Pre-discharge prognostic factors of physical function among older adults with hip fracture surgery: a systematic review
To identify, organize, and assess the evidence level of pre-discharge prognostic factors of physical function beyond discharge after hip fracture surgery.
We performed a systematic search of four databases (PubMed, Embase, CINAHL, PsycINFO) for longitudinal studies of prognostic factors of physical function at ≥ 1 month among older adults ≥ 50 years old with surgically treated hip fracture, complemented with hand-searching. Two reviewers independently screened papers for inclusion and assessed the quality of all the included papers using the Quality in Prognosis Studies (QUIPS) tool. We assigned the evidence level for each prognostic factor based on consistency in findings and study quality.
From 98 papers that met our inclusion criteria, we identified 107 pre-discharge prognostic factors and organized them into the following seven categories: demographic, physical, cognitive, psychosocial, socioeconomic, injury-related, and process of care. Potentially modifiable factors with strong or moderate evidence of an association included total length of stay, physical function at discharge, and grip strength. Factors with strong or moderate evidence of no association included gender, fracture type, and time to surgery. Factors with limited, conflicting, or inconclusive evidence included body-mass index, psychological resilience, depression, and anxiety.
Our findings highlight potentially modifiable prognostic factors that could be targeted and non-modifiable prognostic factors that could be used to identify patients who may benefit from more intensive intervention or to advise patients on their expectations on recovery. Examining the efficacies of existing interventions targeting these prognostic factors would inform future studies and whether any of such interventions could be incorporated into clinical practice.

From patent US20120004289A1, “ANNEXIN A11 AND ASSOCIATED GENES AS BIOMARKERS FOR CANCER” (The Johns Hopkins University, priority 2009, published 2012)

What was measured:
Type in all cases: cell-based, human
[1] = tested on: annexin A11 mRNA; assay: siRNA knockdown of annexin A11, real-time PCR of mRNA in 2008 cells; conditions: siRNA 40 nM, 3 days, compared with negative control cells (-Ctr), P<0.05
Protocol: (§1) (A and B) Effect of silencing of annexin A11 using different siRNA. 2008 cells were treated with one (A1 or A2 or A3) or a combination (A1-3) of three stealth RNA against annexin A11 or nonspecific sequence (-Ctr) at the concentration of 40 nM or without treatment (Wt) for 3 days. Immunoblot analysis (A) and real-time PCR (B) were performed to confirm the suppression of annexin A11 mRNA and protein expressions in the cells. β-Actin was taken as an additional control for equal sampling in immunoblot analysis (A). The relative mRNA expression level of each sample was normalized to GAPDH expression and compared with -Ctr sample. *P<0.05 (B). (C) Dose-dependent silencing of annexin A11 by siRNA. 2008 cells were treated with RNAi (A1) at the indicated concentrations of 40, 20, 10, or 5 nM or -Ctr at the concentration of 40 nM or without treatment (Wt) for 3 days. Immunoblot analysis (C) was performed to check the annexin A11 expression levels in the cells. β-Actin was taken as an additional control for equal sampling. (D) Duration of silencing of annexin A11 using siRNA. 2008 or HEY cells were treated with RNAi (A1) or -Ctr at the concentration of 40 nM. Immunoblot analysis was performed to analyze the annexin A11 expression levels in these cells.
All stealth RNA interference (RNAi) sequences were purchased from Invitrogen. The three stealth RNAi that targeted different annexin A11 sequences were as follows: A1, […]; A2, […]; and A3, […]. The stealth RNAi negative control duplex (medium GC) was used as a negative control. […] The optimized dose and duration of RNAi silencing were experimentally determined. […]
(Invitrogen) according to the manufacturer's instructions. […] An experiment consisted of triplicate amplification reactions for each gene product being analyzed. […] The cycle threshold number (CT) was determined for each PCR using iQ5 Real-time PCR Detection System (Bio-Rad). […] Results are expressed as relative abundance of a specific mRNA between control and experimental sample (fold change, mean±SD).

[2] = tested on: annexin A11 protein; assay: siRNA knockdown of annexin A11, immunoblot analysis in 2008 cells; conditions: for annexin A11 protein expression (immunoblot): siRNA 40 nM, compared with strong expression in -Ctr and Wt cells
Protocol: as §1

KeywordsElderly Hip fracture Older adults Physical function Prognostic factors Systematic review
We would like to thank Suei Nee Wong (medical librarian) for her help in refining our search strategies.
Compliance with ethical standards
Conflict of interest
Ka Keat Lim, David Bruce Matchar, Jia Loon Chong, William Yeo, Tet Sen Howe, and Joyce SB Koh declare that they have no conflict of interest.
- 1.Papadimitriou N, Tsilidis KK, Orfanos P, Benetou V, Ntzani EE, Soerjomataram I, Künn-Nelen A, Pettersson-Kymmer U, Eriksson S, Brenner H, Schöttker B, Saum KU, Holleczek B, Grodstein FD, Feskanich D, Orsini N, Wolk A, Bellavia A, Wilsgaard T, Jørgensen L, Boffetta P, Trichopoulos D, Trichopoulou A (2017) Burden of hip fracture using disability-adjusted life-years: a pooled analysis of prospective cohorts in the CHANCES consortium. Lancet Public Health 2(5):e239–e246CrossRefGoogle Scholar
- 4.Kanis JA, On behalf of the World Health Organization Scientific Group (2007) Assessment of osteoporosis at primary health-care level. World Health Organization, BelgiumGoogle Scholar
- 7.National Clinical Guideline Centre (2011) The management of hip fracture in adults. National Clinical Guideline Centre, London, UKGoogle Scholar